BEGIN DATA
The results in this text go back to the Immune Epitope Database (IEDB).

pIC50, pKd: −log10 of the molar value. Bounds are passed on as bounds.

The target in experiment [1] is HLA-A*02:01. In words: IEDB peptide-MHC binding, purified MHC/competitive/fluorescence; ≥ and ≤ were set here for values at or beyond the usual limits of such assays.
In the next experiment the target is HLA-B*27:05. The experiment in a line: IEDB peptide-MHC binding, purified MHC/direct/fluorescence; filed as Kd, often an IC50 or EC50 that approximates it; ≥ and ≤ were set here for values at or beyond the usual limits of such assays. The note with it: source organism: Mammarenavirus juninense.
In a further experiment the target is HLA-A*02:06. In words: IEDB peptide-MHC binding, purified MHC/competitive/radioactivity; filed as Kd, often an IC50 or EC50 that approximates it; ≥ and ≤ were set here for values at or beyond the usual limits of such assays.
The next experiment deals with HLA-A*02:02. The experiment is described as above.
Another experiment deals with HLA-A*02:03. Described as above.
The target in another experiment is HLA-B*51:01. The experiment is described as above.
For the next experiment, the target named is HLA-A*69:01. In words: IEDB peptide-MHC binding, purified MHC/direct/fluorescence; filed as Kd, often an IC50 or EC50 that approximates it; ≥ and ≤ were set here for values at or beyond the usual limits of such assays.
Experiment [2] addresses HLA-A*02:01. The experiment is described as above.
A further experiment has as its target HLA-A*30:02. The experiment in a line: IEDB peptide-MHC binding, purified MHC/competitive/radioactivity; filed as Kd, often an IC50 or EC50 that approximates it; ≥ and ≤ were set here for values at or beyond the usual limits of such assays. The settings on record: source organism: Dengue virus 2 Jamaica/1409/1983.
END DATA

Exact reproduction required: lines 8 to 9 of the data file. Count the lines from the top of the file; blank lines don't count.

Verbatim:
The target in another experiment is HLA-B*51:01. The experiment is described as above.
For the next experiment, the target named is HLA-A*69:01. In words: IEDB peptide-MHC binding, purified MHC/direct/fluorescence; filed as Kd, often an IC50 or EC50 that approximates it; ≥ and ≤ were set here for values at or beyond the usual limits of such assays.